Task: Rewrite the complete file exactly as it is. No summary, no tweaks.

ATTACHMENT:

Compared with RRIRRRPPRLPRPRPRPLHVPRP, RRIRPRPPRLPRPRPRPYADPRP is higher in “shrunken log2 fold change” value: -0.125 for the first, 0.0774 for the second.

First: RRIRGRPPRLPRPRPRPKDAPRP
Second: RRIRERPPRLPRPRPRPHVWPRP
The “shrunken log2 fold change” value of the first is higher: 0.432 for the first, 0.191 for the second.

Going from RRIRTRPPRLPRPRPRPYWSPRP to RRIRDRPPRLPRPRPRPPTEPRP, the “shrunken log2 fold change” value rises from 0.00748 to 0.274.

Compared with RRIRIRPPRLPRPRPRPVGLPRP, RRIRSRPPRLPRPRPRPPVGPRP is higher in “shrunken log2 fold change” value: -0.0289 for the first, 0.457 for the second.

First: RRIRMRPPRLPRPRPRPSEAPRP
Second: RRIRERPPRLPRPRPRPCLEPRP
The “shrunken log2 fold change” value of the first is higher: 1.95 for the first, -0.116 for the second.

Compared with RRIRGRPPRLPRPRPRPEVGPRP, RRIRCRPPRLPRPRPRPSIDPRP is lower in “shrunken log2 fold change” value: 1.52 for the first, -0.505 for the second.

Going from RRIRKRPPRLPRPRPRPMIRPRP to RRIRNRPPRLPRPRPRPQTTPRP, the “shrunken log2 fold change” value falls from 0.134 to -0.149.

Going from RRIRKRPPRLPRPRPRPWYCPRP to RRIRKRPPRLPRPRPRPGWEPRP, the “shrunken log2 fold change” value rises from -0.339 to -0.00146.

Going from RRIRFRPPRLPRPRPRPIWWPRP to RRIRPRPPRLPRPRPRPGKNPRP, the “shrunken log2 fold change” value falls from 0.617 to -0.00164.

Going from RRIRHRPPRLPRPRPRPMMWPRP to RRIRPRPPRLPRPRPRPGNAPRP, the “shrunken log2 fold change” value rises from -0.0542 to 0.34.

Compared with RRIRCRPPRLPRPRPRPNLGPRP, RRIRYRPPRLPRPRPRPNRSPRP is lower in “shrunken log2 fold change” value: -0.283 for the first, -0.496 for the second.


Compared with RRIRRRPPRLPRPRPRPLHVPRP, RRIRPRPPRLPRPRPRPYADPRP is higher in “shrunken log2 fold change” value: -0.125 for the first, 0.0774 for the second.

First: RRIRGRPPRLPRPRPRPKDAPRP
Second: RRIRERPPRLPRPRPRPHVWPRP
The “shrunken log2 fold change” value of the first is higher: 0.432 for the first, 0.191 for the second.

Going from RRIRTRPPRLPRPRPRPYWSPRP to RRIRDRPPRLPRPRPRPPTEPRP, the “shrunken log2 fold change” value rises from 0.00748 to 0.274.

Compared with RRIRIRPPRLPRPRPRPVGLPRP, RRIRSRPPRLPRPRPRPPVGPRP is higher in “shrunken log2 fold change” value: -0.0289 for the first, 0.457 for the second.

First: RRIRMRPPRLPRPRPRPSEAPRP
Second: RRIRERPPRLPRPRPRPCLEPRP
The “shrunken log2 fold change” value of the first is higher: 1.95 for the first, -0.116 for the second.

Compared with RRIRGRPPRLPRPRPRPEVGPRP, RRIRCRPPRLPRPRPRPSIDPRP is lower in “shrunken log2 fold change” value: 1.52 for the first, -0.505 for the second.

Going from RRIRKRPPRLPRPRPRPMIRPRP to RRIRNRPPRLPRPRPRPQTTPRP, the “shrunken log2 fold change” value falls from 0.134 to -0.149.

Going from RRIRKRPPRLPRPRPRPWYCPRP to RRIRKRPPRLPRPRPRPGWEPRP, the “shrunken log2 fold change” value rises from -0.339 to -0.00146.

Going from RRIRFRPPRLPRPRPRPIWWPRP to RRIRPRPPRLPRPRPRPGKNPRP, the “shrunken log2 fold change” value falls from 0.617 to -0.00164.

Going from RRIRHRPPRLPRPRPRPMMWPRP to RRIRPRPPRLPRPRPRPGNAPRP, the “shrunken log2 fold change” value rises from -0.0542 to 0.34.

Compared with RRIRCRPPRLPRPRPRPNLGPRP, RRIRYRPPRLPRPRPRPNRSPRP is lower in “shrunken log2 fold change” value: -0.283 for the first, -0.496 for the second.